Thursday, August 11, 2016
This summer blockbuster isn't as good as you would have hoped for, but also, it isn't nearly as bad as you have heard. How in evil-fresh-hell does a wretched movie like Twilight get a higher rating than Suicide Squad is beyond me. "What a ride!" exclaims Harley Quinn. This movie isn't perfect by any stretch of the imagination, but it's exactly that - one fantastic neon-laser-light-show ride from beginning to end. And I fully enjoyed this movie despite its many flaws.
The plot goes like this; the cold-hard government operative Amanda Waller (Viola Davis) secures approval to create a task-force of the worst-of-the-worst criminals who might be able to do some good, aka perform a rescue operation in Midway City, where an entity known as the Enchantress (Cara Delevingne - love) is fashioning a super-weapon that could destroy earth. Leading the team is red, white & blue Rick Flag (Joel Kinnaman - love), a soldier who is romantically involved with the Enchantress's alter-human ego June Moone. Oh, and Quinn's boy-toy-thug the Joker (Jared Leto) is also lurking around.
The strong aspects of the movie include (some of the) performances and (some of the) characters. Will Smith and Margot Robbie definitely shined. Smith's Deadshot is the closest thing the group has to a leader. His backstory with his daughter, however, was nonsensical and melodramatic, but I can let that slide. Robbie on the other hand steals the entire movie. She plays Harley Quinn with just the right amount of peppy lunacy. Whenever the movie got too cheesy, she was there to lighten the mood with clever quips. The tone of her character is the tone the entire movie should have strived for. It was dark, sexy, fresh, a little twisted, and extremely fun. The chemistry between Deadshot and Quinn was electrifying and funny.
The idea behind SS was a good one, but as is the case with most DC inspired comic book movies, the plot was overly stuffed, rushed and messy. There were a few characters we could have completely done without. Slipnot was most likely there to establish Flag's authority, so we'll let that slide. But Katana and Killer Croc were the biggest wasted opportunities (Boomerang is a close runner up even though he was super funny). If Katana isn't going to trap anyone's soul with her sword and/or find a way to bring her hubby back to life, don't even bring it up! And why wasn't Killer Croc ripping those bad guys to shreds?! Rick Flagg and June Moone's relationship was bland and unnecessary, with a cheese-ball ending. And even though I liked the crazy-zany portrayal of the Joker, his character seemed like a huge afterthought. He was most likely there to develop Quinn's backstory, which I'm OK with, but it almost would have been better for them to 'not' show him fully until the very end.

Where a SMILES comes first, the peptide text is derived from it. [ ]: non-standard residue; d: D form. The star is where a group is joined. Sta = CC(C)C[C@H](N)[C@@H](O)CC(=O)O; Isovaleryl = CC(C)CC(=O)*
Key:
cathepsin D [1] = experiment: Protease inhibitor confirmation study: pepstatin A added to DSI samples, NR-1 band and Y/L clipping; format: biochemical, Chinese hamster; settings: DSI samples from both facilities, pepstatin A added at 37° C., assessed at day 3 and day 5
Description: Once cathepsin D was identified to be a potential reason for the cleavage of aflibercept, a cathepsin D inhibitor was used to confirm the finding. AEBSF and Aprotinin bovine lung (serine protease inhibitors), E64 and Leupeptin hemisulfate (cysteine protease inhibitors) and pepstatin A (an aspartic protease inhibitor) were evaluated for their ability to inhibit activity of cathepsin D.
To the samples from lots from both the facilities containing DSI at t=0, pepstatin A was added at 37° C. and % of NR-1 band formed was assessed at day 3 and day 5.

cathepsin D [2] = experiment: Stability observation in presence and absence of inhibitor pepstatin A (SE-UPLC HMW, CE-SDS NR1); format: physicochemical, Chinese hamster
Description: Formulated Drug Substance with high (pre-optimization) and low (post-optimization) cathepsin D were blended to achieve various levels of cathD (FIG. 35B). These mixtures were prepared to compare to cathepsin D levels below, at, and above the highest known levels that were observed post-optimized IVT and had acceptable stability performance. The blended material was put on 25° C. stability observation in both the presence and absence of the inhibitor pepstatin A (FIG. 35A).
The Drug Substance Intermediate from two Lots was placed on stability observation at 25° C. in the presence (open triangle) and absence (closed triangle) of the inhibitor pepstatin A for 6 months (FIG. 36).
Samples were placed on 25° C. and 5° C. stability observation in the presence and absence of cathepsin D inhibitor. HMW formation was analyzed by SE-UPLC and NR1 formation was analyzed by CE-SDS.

It's a shame Warner Bros. threw too much attention on making this movie look fantastic they forgot to invest in a structured plot. DC has a long way to go in terms of churning out undeniably great comic-book movies outside of The Dark Knight trilogy. But with that said, SS isn’t deserving of the curb-stomping, poo-stain it received. It still manages to fully entertain, excite and thrill. It's fun, funny and definitely worth seeing (sans 3D).
Wednesday, August 3, 2016
Everyone around the world was 'dying' to get Bourne again. And with writer/director Paul Greengrass and the lovely Matt Damon returning to the scene, we knew we were in for one hella-tight ride. I guess nine years later and one ill-conceived spin-off, the two felt it was an opportune time to inject us with a dose of Bourne-adrenaline and his extreme ways. And oh how we were more than willing to get "doped" up again. Only trouble is, instead of innovation, it serves up a good dish of Bourne's greatest hits - sadly, there is nothing new here to advance the story. However, Jason Bourne is still a worthy successor, and despite its lack of deep intelligence - something the previous movies so effortlessly excelled at - it was still a thrilling pulsating ride from beginning to end. The unstoppable pace of Damon's standoffish Bourne still represents a driving force to be reckoned with.
The next chapter in this bad-A franchise finds the most dangerous former CIA operative drawn out of hiding (again) to uncover hidden truths about his past. Only this time he remembers everything (du-du-duuun). Over the years, time hasn't been easy for Bourne. He's making ends meet as an underground brawler for cash. All this goes down when ex-partner Nicky Parsons (Julia Stiles) finds him and offers yet another clue to the black-ops mystery of Treadstone - the project that turned him into a killer assassin. To say this time it's personal would be an understatement. It's always personal, am I right.
Despite its flaws and lack of depth, this blockbuster still provides almost everything you'd come to expect from a Bourne film – the up-close fight scenes, improvised weapons, insane car chases, the oh-so-clever spy-craft, and the high-tech espionage techniques that border on wizardry and no-he-di'nt! It's fun, intense and will leave the audiences relatively pleased in the end.